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Campylobacteriosis, Salmonellosis, Yersiniosis, and Listeriosis as Zoonotic Foodborne Diseases: A Review

Institute of Fermentation Technology and Microbiology, Department of Biotechnology and Food Sciences, Lodz University of Technology, Wólczańska 171/173, 90-924 Łódź, Poland
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Int. J. Environ. Res. Public Health 2018, 15(5), 863; https://doi.org/10.3390/ijerph15050863
Received: 4 April 2018 / Revised: 23 April 2018 / Accepted: 24 April 2018 / Published: 26 April 2018
Zoonoses are diseases transmitted from animals to humans, posing a great threat to the health and life of people all over the world. According to WHO estimations, 600 million cases of diseases caused by contaminated food were noted in 2010, including almost 350 million caused by pathogenic bacteria. Campylobacter, Salmonella, as well as Yersinia enterocolitica and Listeria monocytogenes may dwell in livestock (poultry, cattle, and swine) but are also found in wild animals, pets, fish, and rodents. Animals, often being asymptomatic carriers of pathogens, excrete them with faeces, thus delivering them to the environment. Therefore, pathogens may invade new individuals, as well as reside on vegetables and fruits. Pathogenic bacteria also penetrate food production areas and may remain there in the form of a biofilm covering the surfaces of machines and equipment. A common occurrence of microbes in food products, as well as their improper or careless processing, leads to common poisonings. Symptoms of foodborne infections may be mild, sometimes flu-like, but they also may be accompanied by severe complications, some even fatal. The aim of the paper is to summarize and provide information on campylobacteriosis, salmonellosis, yersiniosis, and listeriosis and the aetiological factors of those diseases, along with the general characteristics of pathogens, virulence factors, and reservoirs. View Full-Text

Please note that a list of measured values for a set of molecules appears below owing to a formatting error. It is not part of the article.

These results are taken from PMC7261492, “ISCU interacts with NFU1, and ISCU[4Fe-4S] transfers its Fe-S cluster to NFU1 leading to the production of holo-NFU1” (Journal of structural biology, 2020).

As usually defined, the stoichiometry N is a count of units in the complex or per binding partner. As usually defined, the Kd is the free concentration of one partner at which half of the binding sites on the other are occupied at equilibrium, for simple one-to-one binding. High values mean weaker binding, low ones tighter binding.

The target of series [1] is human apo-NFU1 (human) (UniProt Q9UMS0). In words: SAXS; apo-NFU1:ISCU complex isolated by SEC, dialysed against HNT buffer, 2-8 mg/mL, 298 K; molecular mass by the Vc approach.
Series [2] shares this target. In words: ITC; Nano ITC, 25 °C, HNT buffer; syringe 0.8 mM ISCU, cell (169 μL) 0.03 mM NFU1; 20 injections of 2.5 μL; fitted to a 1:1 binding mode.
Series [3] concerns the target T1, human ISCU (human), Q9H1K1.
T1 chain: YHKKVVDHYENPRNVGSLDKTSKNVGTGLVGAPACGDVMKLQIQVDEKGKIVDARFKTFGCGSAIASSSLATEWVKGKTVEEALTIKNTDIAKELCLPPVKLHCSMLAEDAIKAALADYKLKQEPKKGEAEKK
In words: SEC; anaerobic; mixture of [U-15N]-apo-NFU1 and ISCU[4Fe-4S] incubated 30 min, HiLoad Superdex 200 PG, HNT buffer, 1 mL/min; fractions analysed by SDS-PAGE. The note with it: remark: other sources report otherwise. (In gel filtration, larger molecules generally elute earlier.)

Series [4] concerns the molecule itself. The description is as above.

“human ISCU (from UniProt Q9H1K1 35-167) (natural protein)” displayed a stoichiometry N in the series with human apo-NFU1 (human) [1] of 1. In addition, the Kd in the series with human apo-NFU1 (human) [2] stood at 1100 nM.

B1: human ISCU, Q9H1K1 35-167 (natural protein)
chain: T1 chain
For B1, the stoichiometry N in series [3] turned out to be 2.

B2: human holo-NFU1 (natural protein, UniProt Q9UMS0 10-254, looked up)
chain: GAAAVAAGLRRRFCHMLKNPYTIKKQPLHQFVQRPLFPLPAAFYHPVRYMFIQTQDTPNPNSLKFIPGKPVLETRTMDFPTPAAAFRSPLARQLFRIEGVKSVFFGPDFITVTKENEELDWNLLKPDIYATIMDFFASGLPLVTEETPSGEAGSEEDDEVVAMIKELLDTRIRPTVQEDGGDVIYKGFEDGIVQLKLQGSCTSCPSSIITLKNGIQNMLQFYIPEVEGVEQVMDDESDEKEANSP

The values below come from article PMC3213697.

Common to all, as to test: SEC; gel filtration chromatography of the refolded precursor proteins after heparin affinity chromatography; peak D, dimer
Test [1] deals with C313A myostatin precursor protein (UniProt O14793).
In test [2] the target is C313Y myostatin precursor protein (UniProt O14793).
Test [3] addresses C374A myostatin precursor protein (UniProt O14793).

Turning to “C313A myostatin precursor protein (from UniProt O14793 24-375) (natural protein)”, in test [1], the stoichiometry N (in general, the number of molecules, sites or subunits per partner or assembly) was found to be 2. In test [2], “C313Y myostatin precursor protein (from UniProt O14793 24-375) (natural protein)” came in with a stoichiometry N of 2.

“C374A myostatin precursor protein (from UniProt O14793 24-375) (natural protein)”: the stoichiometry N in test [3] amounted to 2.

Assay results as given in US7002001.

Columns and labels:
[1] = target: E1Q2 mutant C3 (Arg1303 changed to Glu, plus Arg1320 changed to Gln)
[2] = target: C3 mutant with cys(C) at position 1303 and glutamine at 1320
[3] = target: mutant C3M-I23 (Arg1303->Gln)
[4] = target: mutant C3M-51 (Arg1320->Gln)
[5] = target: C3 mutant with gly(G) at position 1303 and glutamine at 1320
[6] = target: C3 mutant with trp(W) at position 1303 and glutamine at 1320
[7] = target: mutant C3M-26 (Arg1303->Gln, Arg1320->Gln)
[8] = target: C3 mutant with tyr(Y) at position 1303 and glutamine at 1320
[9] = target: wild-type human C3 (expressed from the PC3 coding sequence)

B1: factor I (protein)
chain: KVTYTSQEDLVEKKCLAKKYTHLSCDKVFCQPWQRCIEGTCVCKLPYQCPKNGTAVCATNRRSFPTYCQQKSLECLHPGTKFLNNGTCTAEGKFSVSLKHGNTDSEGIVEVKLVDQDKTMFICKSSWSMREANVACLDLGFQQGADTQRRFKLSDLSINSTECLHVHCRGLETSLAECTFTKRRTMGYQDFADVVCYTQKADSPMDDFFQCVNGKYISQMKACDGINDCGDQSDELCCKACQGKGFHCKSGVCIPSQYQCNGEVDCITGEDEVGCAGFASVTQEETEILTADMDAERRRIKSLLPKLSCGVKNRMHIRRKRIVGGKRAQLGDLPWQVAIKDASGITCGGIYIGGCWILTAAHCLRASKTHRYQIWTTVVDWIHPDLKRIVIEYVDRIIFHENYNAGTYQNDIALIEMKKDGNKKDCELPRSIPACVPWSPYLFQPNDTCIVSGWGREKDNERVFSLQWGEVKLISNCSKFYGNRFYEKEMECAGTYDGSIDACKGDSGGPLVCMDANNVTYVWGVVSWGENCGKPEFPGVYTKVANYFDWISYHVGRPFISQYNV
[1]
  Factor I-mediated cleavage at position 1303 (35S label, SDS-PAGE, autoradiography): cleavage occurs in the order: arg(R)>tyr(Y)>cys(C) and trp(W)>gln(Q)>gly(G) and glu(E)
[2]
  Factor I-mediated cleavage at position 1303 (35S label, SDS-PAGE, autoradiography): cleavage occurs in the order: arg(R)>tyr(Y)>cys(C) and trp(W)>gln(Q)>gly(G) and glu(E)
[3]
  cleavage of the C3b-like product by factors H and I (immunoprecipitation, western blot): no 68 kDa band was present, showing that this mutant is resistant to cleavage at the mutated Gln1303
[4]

Keywords: zoonoses; bacterial pathogens; foodborne diseases zoonoses; bacterial pathogens; foodborne diseases
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Chlebicz, A.; Śliżewska, K. Campylobacteriosis, Salmonellosis, Yersiniosis, and Listeriosis as Zoonotic Foodborne Diseases: A Review. Int. J. Environ. Res. Public Health 2018, 15, 863.

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